We stopped once along the Hidden Valley Trail to let Ava get out and stretch her legs and wander around a bit. The rocks of course aren’t great for new walkers, but we were able to find some large relatively flat rocks to hang out on. She really was most interested in sitting in the sand and playing with it. As a word of caution, the sand out here has much bigger pebbles than playground or beach sand, so if you have a kid that eats sand be alert. I had to stop Ava from trying to eat sand a few times.

Barker Dam Loop

After Hidden Valley we drove over to the trailhead for the Barker Dam Loop. By now it was around 10:00 and close to when Ava normally takes her nap. We started the trail with her walking. That worked okay for a bit and she really enjoyed the freedom, but it was a pretty busy trail and she was holding up traffic. Once we put her in the backpack she fell asleep within 10 minutes. For kids that do manage to stay awake, the petroglyphs and the actual Barker Dam area would probably be pretty interesting to them.


Barker Dam Panoramic View 2018
Panoramic View at Barker Dam


Cave near Joshua Tree's Barker Dam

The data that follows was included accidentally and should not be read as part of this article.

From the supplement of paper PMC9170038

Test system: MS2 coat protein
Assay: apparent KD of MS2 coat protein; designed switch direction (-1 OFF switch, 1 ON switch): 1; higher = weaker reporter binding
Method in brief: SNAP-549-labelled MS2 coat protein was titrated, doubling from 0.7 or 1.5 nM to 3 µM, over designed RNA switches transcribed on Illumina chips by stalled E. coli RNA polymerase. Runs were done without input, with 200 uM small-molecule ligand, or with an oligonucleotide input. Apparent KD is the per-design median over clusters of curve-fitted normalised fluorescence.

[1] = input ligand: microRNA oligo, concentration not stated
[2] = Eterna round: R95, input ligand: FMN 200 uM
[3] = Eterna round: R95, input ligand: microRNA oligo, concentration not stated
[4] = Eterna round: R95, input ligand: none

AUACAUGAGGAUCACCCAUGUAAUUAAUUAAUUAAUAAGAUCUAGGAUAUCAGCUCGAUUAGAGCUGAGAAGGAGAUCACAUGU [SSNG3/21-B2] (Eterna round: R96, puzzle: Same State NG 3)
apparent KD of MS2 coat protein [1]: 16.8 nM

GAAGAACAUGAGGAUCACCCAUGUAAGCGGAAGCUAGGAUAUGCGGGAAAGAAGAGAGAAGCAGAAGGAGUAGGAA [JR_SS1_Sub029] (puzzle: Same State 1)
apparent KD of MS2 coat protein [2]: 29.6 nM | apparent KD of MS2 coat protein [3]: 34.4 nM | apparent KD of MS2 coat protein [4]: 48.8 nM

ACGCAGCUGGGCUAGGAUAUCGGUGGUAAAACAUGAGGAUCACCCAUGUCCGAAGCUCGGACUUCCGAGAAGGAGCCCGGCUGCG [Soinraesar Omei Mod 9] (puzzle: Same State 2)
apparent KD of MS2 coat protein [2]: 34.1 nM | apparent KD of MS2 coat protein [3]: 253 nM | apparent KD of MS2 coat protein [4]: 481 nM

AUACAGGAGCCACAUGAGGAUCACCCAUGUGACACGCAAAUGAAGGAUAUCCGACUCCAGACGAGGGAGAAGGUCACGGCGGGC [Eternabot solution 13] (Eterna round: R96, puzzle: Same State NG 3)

Cool area your kids can run around and play just past Barker Dam.

The Wonderland of Rocks

This was probably my least favorite part of the trip. By the time we started it was a little after noon and it was pretty warm even though there was some breeze. We put Ava in the backpack, but she definitely was getting sick of being trapped. She didn’t whine, but she wasn’t her usual smiley self either. There was no good place along the trail to let her out to explore, so we got to the Wonderland of Rocks and quickly hurried back to the truck.

Geology Tour Road and Berdoo Canyon

By the time we got done with breakfast and got on the road it was a little after 9. Ava was tired from not getting enough sleep the day before so she passed out early on along the Geology Tour Road. The sights are probably not something kids are going to care about much and there aren’t really good places to stop very often. If you are taking this route to get to Berdoo Canyon then plan on having to try to keep kids entertained for most of the ride. You can read more about our trip in our detailed report.

Once we got to the Berdoo Canyon part Ava was awake and seemed to be having a good time. I sat in the back with her on the return trip since I knew she would be awake and it was a long drive back up Berdoo and the last bit of Geology Tour.


Berdoo Canyon Panoramic Tacoma
Inside Berdoo Canyon. We hiked from here.